- The ease of summation of a given idea vs. the complexity of synthesising complex arguments
- The presentation style of research topics, perhaps by the use of ‘tweet sized bites’ of take home messages embedded in PowerPoints
During the event we handed out flyers to delegates with advice on structuring tweets to ensure tweeters could easily associate tweets with specific conference events and themes.
Learning points for effective integration of real and virtual event experiences
Here are some of the key learning points to help to create a bridge between real and virtual event experiences:
- During the course of the event we tried to support online events with offline events; for instance, by asking delegates to share memories of previous conferences using post-its on a long paper timeline, a gigapixel version of the timeline, and also a digital alternative of the same activity using Corkboard.
- Providing room booking facilities for people who ‘meet’ online while at the event to get together in a quiet space would also be useful. Some did arrange to meet up in advance of the conference by sharing their personalised event timetable.
- We could have made better use of ‘real’ notices rather than relying on twitter notifications. For example, people could be encouraged to leave contributions to the ‘theme of the day’ on a sticky board as well as online.
- We decided not to use smartphone accessible QR or similar badges with links to people’s profiles at the event because this requires profile information to be collected as part of the conference registration process.
- We encouraged conversations to build bridges between the social media and real world; for example, by creating maps showing where people had come from, and where tweets happened. The publication and tweeting of printed posters as pdfs before the conference also worked well - these were subsequently linked in real time to related conversations taking place on Twitter.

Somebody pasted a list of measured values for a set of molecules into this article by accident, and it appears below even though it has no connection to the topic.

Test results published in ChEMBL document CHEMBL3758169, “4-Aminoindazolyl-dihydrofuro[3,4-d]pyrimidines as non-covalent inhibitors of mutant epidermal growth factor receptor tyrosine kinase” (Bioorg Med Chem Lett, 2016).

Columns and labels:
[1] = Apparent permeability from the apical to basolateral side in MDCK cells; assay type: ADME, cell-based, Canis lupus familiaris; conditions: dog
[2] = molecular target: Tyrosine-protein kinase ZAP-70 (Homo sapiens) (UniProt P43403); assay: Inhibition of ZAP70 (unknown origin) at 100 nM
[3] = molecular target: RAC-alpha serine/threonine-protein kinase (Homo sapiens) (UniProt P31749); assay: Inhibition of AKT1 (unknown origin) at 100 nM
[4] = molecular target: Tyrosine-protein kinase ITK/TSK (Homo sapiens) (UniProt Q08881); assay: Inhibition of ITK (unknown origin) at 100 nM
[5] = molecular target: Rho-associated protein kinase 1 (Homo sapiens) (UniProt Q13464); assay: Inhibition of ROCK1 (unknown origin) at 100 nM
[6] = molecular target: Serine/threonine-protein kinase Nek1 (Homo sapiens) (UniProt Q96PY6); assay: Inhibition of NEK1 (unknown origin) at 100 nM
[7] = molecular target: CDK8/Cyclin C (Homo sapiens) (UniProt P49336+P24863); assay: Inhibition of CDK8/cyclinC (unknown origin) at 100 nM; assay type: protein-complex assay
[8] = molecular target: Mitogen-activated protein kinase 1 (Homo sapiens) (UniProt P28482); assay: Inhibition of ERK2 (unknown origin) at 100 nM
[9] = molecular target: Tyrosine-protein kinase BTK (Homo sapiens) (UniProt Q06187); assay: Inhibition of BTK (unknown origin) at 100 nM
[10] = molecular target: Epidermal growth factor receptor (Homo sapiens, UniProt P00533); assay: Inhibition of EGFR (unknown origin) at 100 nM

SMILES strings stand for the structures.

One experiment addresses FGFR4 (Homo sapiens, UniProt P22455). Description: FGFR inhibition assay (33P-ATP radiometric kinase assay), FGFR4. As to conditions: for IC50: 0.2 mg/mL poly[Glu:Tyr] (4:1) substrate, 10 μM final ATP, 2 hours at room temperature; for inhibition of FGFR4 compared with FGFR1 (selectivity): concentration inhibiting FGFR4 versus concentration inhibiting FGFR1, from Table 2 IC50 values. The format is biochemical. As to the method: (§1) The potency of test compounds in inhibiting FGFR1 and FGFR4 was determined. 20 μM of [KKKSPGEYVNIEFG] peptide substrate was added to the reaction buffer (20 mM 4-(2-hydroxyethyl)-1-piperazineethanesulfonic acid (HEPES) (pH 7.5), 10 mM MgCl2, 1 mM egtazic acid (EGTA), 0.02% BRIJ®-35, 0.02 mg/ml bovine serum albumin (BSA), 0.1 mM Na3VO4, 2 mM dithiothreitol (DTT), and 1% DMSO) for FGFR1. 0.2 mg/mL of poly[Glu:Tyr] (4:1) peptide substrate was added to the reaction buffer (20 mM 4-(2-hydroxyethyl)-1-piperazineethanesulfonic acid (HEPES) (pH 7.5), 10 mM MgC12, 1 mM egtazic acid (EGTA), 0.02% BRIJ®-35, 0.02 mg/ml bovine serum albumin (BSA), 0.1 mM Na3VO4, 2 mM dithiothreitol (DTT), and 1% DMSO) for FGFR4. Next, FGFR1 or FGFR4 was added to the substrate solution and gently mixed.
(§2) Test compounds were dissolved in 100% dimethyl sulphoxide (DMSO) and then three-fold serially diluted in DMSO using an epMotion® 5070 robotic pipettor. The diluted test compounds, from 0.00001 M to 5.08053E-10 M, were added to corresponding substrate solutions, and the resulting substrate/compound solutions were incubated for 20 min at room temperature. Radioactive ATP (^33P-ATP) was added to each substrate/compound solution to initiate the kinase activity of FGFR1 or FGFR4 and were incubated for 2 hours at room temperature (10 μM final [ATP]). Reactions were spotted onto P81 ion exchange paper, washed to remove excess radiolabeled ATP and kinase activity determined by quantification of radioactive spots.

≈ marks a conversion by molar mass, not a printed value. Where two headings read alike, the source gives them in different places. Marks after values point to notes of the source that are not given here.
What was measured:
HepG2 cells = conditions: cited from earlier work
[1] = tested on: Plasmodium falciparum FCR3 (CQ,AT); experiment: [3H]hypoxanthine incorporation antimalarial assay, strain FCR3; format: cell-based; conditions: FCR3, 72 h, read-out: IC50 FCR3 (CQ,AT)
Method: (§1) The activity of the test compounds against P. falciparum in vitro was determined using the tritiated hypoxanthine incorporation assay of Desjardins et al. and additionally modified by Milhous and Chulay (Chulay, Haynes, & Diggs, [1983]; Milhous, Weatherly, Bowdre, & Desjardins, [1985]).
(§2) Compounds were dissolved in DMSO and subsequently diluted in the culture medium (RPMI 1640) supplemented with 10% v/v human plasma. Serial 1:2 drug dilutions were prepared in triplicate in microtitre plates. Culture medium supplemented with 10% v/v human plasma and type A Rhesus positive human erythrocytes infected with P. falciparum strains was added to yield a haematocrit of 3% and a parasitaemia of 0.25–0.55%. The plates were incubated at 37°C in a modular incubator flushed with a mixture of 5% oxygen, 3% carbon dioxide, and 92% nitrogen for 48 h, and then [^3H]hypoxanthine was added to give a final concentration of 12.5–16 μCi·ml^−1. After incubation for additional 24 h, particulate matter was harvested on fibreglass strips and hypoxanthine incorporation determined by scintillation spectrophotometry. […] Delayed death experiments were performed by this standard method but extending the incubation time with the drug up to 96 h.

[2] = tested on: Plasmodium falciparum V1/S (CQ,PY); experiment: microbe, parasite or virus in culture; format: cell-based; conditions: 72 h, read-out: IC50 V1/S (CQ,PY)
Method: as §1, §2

- It is important to be really clear about what content is being captured and what will be done with it after the event. One delegate noted she was aware video was being recorded, and had agreed to it, but hadn’t realised before the start that this could potentially capture her personal conversations. Capturing and sharing content was further complicated by our use of tools like Flickr to collect and annotate user-submitted photographs from previous events, dating back as far as the early 1990s.
Possible solutions to this situation include:
- Physically ‘badging’ people who do not want to be filmed, for the benefit of video editors
- ‘Red flagging’ tweets that their author does not want to be archived.
Create continuity between present and future events
We expect the materials we have created and archived will play a role in determining the structure and focus of next year’s event; as will ongoing members of the event organisation team.
- Follow-up persistent and emerging themes - emerging themes that generated significant debate could be allocated a specific session of their own and, by comparing content between the two events, it should be clear in which topic areas the debate has moved on and whether specific agreed actions have been delivered.
- Engage virtual event attendees - during the conference, there were various individuals who engaged with the event through social media who were not attending; indeed some were newly introduced to the community via those channels. This highlit the potential for the methods outlined above, not only for supporting the event’s community as it currently stands, but also for encouraging new membership, and broadening our reach beyond the confines of a single venue and time-frame.
About the authors
Lisa Harris is a senior lecturer at the University of Southampton focusing on digital marketing. She chairs the Digital Economy University Strategic Research Group with Graeme Earl. More details at: http://lisaharrismarketing.com
Nicole Beale is a PhD student at the Archaeological Computing Research Group, University of Southampton. She is researching into the cultural heritage sector can engage with the Web as social machine. She blogs at http://theculturalheritageweb.wordpress.com/
Graeme Earl is a senior lecturer at the University of Southampton focusing on digital humanities research. He chairs the Digital Economy University Strategic Research Group with Lisa Harris. More details at: http://digitalhumanities.soton.ac.uk/people/graeme-earl/
With thanks to Buzz Radar for use of the conference image.